|Peter Dudley shared his photo|
An original monochromatic Detroit Publishing Company (DPC) photograph shows the Detroit portal of Michigan Central Railroad’s Detroit River Tunnel, c. May 1910. The project was rapidly nearing completion – the official completion date was July 1.
An original monochromatic Detroit Publishing Company (DPC) photograph shows the Detroit portal of Michigan Central Railroad’s Detroit River Tunnel, c. May 1910. The project was rapidly nearing completion – the official completion date was July 1.West Portal
The Detroit portal was in the shadow of the Vermont Street truss bridge, which was built years earlier. The tunnel approach, M.C.R.R.’s lengthy Third Street Yard (right), and the double-track branch line to the riverfront (left), were carefully inserted under the bridge, without disturbing it.
The branch line provided access to M.C.R.R.’s red-brick 1884 depot on Third Street, as well as three railroad car ferry slips, which were abandoned and filled-in, after the tunnel opened. After the new (now century-old) Michigan Central Station (MCS) opened on 15th Street on December 26,1913, the burned-out, blackened remains of M.C.R.R.'s previous depot on Third Street were transformed into New York Central Railroad’s Third Street Freight Terminal. The soon-to-be-renamed Detroit People Mover / Joe Louis Arena station currently occupies the site where the old depot's clock tower once stood.
The diagonal route to the riverfront was actually laid through the streambed of May’s Creek c. 1847, when recently-privatized M.C.R.R. moved its terminus to the riverfront from Campus Martius. The former creek bed became a naturally-occurring, depressed railroad right-of-way.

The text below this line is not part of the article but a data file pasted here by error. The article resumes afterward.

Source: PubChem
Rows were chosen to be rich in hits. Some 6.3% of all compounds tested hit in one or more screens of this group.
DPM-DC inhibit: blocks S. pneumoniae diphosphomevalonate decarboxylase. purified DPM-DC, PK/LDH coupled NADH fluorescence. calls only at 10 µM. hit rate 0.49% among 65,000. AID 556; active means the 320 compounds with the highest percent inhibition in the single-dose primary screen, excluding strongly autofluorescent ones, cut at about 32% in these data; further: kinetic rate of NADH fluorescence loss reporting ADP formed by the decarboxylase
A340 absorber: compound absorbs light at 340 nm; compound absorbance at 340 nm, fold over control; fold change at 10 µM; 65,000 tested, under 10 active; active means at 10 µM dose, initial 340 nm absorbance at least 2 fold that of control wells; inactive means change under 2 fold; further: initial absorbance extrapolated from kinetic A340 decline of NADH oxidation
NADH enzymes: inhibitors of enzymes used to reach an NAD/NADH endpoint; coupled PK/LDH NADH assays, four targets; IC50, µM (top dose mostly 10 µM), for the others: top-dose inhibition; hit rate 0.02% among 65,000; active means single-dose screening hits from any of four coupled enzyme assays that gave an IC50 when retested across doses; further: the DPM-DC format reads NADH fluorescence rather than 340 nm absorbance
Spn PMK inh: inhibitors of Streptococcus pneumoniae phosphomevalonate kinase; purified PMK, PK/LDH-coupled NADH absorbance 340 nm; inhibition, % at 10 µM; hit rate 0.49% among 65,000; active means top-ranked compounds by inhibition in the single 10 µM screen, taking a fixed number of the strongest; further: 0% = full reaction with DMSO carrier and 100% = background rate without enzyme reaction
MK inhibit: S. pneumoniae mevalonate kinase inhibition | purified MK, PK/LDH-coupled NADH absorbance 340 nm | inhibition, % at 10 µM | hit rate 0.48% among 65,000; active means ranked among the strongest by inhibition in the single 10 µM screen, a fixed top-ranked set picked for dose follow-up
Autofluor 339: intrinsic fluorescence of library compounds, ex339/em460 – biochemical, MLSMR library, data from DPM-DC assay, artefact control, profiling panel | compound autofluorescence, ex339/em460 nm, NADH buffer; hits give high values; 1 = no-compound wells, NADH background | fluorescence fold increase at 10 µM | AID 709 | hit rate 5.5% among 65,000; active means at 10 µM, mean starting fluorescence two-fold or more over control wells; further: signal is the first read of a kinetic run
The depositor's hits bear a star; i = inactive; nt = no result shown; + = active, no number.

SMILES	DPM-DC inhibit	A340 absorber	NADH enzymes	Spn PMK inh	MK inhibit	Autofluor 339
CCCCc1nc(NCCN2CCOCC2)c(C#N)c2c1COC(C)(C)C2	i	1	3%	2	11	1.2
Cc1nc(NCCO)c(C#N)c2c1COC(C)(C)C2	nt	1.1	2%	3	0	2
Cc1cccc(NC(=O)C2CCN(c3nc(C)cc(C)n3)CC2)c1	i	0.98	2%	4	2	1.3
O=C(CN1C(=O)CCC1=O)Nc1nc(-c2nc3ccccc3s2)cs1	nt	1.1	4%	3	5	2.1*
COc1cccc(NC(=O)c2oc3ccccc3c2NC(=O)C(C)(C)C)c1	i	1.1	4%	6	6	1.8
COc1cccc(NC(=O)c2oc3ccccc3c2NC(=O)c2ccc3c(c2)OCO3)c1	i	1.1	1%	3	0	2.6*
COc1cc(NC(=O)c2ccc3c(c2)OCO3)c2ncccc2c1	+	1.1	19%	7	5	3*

All of the relatively-surface-level trackage southeast of the tunnel portal has been abandoned, but the route still has some potential – as part of a rapid transit line, connecting downtown Detroit with Metro Airport, and / or another pedestrian / cyclist limited-access rail-trail, like The Dequindre Cut Greenway on Detroit's east side. Canadian Pacific Railway freight trains still make their way across the river, far below.
The bottom edge of the photograph shows the top of a reinforced-concrete signal bridge, built over the double-track tunnel approach. Four bolts embedded in the concrete (left) awaited the installation of a semaphore signal over the north / upstream / westbound track. Later, single-lens searchlight signals replaced the semaphores – later still, the sagging signal bridge was removed.
An out-of-focus part of the truss bridge carrying Porter Street over the tracks (lower-left corner) is also visible.
DPC shopped and hand-tinted this photograph – it became the basis for several photo-postcards. A version of this image is the centerpiece of a “Souvenir of Detroit” plate, currently on display in the window of the A.C. Dietsch Souvenir Shop, located in Detroit Historical Museum’s Streets of Old Detroit exhibit (photo retrieved from www.Shorpy.com, also available as DPC Collection photo det 4a23701, accessible from www.LOC.gov).
This route also used to serve the Michigan Central Station.
|Benjamin Gravel shared Detroit Historical Society's post|
On July 1, 1910, the Michigan Central Railway Tunnel was completed under the Detroit River. This postcard notes that it was constructed at a cost of $8,500,000 and is 1 3/8 miles in length.
Peter Dudley added eight photos as comments
Stephen Phillips the tunnel was powered by electric locomotives from its being built ...... Diesel electrics replaced them when steam was retired ...
(new window) I recommend you skip to about 2:50. You can see the notches they put in the left tunnel to clear autoracks. I wonder if it can also handle double-stacks.
Detroit Daley has an article on the tunnel. The link for this article was shared by Peter Dudley.
|Ross Gray commented on Peter's share|
Tunnel section being floated down the St. Clair River
|Peter Dudley posted|
A "Pesha" photograph (no. 783) shows the Detroit portal and descending approach to the Michigan Central Railroad Detroit River Tunnel as it neared completion, c. 1910. The Detroit tunnel entrance was inserted directly under the long-gone Vermont Street Overpass, without disturbing the truss span.
Mr. Pesha's numbered images provide an excellent chronology of tunnel construction, from c. 1906 through July 1, 1910 (when the tunnel was completed).
Dave Beach caught a ferry of tall autoracks being unloaded on the Windsor side.